Here's an anecdote about the University Challenge program, Britain's counterpart to College Bowl. Coaches who have a chance to serve as moderator should take note by way of counter-example.
JEREMY PAXMAN, the chairman of University Challenge, will be seen to get a taste of his own medicine tomorrow when an undergraduate he scorns takes him to task for sloppy questioning.
New Hall, Cambridge, humiliated when making the lowest score in the history of the programme two years ago, was determined to salvage some dignity when it recorded a game against Imperial College, London. But when a member of its team, Lydia Wilson, 21, a third-year natural sciences student from Hull, was mocked for a wrong answer she turned on the presenter.
The transcript released by BBC2 reads:
Paxman: "You're going to see a British tourist sign - for 10 points simply tell me what it is."
An oak leaf symbol appears. Imperial College buzzes:
"It's a National Park."
Paxman: "Er, no."
(Voice over) "New Hall. Wilson:
"It's an oak leaf."
Paxman: "Anyone can see it's an oak leaf."
Wilson, interrupting: "You asked me what it was. You said: 'What is it?' not 'What's it for?' "
Paxman, interrupting: "It signifies the . . . she, she almost gave you the whole thing. It's the National Trust, so we'll . . ."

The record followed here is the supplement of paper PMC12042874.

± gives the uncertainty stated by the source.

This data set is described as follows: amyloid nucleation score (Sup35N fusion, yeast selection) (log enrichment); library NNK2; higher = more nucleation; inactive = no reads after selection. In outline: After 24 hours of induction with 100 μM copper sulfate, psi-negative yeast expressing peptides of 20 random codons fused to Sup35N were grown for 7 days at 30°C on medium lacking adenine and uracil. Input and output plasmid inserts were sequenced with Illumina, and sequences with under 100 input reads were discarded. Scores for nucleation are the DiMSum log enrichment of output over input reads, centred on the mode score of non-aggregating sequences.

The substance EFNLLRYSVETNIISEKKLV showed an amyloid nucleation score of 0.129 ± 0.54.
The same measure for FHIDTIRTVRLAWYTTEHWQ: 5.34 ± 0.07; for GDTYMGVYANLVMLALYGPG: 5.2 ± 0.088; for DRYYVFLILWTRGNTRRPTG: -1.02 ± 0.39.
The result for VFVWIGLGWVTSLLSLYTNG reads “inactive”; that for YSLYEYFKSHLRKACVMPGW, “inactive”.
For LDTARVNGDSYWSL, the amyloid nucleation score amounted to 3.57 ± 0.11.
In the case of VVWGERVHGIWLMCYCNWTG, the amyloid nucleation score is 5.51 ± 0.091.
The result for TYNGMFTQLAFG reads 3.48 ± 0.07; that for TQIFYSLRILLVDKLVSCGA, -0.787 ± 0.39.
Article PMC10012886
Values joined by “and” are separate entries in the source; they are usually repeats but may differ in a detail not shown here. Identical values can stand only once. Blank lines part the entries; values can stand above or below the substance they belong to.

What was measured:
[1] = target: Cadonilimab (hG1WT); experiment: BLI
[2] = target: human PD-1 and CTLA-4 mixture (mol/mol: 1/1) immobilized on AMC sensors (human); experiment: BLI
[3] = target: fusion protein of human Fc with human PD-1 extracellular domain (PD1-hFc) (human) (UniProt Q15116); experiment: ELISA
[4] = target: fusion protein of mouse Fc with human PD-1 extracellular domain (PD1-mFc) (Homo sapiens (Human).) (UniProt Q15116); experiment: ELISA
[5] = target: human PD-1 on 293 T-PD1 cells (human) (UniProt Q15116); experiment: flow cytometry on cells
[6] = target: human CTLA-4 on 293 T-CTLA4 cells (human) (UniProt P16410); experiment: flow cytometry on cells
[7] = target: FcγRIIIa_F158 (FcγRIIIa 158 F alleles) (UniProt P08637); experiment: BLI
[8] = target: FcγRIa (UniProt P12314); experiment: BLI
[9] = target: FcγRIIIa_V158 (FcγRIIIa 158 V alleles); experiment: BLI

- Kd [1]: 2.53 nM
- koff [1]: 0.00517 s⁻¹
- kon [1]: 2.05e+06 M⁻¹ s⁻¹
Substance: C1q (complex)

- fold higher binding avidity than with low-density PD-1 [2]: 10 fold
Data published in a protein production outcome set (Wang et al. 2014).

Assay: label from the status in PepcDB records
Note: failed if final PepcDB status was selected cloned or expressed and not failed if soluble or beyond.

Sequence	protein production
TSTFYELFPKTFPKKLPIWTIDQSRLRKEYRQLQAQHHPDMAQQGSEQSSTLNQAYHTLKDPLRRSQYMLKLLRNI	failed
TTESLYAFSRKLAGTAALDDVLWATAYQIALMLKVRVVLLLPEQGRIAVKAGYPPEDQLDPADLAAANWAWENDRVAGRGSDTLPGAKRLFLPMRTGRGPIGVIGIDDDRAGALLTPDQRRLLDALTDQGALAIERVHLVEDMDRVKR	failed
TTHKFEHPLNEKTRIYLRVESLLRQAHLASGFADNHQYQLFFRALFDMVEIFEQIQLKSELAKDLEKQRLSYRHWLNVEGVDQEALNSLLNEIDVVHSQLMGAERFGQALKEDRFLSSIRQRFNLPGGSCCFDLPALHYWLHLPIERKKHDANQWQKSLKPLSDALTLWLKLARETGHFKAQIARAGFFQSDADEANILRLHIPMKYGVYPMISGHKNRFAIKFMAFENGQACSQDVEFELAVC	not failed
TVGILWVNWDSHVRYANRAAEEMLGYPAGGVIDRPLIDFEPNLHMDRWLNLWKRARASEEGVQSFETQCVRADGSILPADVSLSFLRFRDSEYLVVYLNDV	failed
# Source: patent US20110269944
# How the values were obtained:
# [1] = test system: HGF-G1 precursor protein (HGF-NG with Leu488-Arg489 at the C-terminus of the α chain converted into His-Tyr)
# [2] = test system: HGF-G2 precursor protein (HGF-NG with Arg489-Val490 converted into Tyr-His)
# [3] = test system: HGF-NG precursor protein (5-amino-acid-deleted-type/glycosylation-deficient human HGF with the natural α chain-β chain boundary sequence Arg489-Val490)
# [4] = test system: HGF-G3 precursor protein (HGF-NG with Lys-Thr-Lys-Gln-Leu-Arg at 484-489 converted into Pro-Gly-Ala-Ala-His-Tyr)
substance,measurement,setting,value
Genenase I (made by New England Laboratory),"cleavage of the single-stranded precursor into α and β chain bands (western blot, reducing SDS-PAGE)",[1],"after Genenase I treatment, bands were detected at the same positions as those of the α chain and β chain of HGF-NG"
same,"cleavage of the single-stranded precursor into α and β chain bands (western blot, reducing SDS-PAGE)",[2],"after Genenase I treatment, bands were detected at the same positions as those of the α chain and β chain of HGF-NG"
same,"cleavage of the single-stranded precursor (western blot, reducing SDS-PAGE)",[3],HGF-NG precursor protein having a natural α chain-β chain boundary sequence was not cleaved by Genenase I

Wilson, interrupting: "I know, but you should have said: 'What's it for?' not 'What is it?' "
Paxman: "It's a sign signifying the National Trust. I said it was a tourist sign.
On a point of pedantry you may be right, but there you are, bad luck . . ."
The presenter, with characteristic waspishness, returns to needle the college later. He asks Imperial to study the English Heritage symbol ("or to New Hall 'a square with bits coming off it', I suppose") and the icon for an agricultural museum ("or to New Hall, 'a cart', ").
Miss Wilson had warned her team that she was not going to tolerate any of Mr Paxman's hauteur, typified by him tilting his head and gazing into a far corner of the studio saying in a grieved voice : "Oh, come on!"
She said: "We were under pressure because we did so badly two years ago. I can't really remember what was going through my mind. He's very charming off-camera but I always said I wouldn't be patronised by him, it's not necessary - he just needs to be told sometimes."
Her tutor, Dr Owen Saxton, the director of studies in natural sciences at New Hall, was not surprised to hear of the confrontation. He said: "Lydia's strong-willed, she's determined and she will fight for herself." The result of the contest has not been disclosed although New Hall is expected to improve on its record low of 35 against Nottingham's 335 in the 1997/98 series.